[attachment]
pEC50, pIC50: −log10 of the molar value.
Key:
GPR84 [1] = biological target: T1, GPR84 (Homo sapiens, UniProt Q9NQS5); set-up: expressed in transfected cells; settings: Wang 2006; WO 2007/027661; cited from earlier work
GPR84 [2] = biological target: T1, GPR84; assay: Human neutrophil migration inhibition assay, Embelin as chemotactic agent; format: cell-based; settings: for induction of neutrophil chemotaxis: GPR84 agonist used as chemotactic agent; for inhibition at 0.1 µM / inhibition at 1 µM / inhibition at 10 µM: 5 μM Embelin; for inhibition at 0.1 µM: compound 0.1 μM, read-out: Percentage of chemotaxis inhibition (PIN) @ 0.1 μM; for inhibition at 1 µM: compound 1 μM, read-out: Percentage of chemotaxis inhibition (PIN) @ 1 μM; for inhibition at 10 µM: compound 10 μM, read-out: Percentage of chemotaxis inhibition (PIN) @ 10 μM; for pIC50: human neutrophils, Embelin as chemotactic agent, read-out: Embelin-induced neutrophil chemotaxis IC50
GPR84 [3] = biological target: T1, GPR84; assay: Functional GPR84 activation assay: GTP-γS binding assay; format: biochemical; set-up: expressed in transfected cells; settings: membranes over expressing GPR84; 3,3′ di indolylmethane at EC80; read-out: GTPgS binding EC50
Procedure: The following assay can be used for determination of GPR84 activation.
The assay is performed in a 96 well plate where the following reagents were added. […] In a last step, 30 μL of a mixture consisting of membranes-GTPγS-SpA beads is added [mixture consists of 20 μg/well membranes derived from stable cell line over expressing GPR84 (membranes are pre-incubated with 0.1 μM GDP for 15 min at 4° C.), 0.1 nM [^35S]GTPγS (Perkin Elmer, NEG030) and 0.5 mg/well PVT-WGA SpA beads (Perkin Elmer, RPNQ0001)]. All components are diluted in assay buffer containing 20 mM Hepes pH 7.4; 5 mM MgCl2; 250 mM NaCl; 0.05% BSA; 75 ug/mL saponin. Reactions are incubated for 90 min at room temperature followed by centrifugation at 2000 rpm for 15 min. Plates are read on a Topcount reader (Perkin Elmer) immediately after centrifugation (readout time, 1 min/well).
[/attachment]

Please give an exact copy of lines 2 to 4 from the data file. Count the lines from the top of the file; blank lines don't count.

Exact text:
Key:
GPR84 [1] = biological target: T1, GPR84 (Homo sapiens, UniProt Q9NQS5); set-up: expressed in transfected cells; settings: Wang 2006; WO 2007/027661; cited from earlier work
GPR84 [2] = biological target: T1, GPR84; assay: Human neutrophil migration inhibition assay, Embelin as chemotactic agent; format: cell-based; settings: for induction of neutrophil chemotaxis: GPR84 agonist used as chemotactic agent; for inhibition at 0.1 µM / inhibition at 1 µM / inhibition at 10 µM: 5 μM Embelin; for inhibition at 0.1 µM: compound 0.1 μM, read-out: Percentage of chemotaxis inhibition (PIN) @ 0.1 μM; for inhibition at 1 µM: compound 1 μM, read-out: Percentage of chemotaxis inhibition (PIN) @ 1 μM; for inhibition at 10 µM: compound 10 μM, read-out: Percentage of chemotaxis inhibition (PIN) @ 10 μM; for pIC50: human neutrophils, Embelin as chemotactic agent, read-out: Embelin-induced neutrophil chemotaxis IC50